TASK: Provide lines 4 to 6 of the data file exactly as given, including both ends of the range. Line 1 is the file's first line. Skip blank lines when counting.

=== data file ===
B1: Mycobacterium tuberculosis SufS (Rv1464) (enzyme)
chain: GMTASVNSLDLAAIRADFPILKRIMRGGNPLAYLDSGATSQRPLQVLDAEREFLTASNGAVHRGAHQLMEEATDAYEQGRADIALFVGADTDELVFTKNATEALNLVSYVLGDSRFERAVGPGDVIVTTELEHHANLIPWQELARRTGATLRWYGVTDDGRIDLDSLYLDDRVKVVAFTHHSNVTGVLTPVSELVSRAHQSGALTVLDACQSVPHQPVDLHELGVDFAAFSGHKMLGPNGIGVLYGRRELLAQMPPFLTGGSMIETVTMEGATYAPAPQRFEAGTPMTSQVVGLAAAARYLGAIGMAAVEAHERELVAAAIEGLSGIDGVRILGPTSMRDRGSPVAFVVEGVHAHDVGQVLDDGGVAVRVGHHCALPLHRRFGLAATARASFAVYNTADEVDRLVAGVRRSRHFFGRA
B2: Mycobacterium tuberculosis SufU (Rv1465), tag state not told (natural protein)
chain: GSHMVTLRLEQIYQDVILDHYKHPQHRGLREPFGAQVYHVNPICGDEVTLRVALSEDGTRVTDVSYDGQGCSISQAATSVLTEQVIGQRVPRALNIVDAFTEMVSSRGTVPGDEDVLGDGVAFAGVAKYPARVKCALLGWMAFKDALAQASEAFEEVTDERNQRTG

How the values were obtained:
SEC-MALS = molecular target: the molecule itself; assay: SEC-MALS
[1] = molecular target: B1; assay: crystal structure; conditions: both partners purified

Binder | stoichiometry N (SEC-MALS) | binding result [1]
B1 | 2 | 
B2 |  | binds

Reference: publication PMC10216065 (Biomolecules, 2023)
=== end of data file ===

chain: GSHMVTLRLEQIYQDVILDHYKHPQHRGLREPFGAQVYHVNPICGDEVTLRVALSEDGTRVTDVSYDGQGCSISQAATSVLTEQVIGQRVPRALNIVDAFTEMVSSRGTVPGDEDVLGDGVAFAGVAKYPARVKCALLGWMAFKDALAQASEAFEEVTDERNQRTG

How the values were obtained:
SEC-MALS = molecular target: the molecule itself; assay: SEC-MALS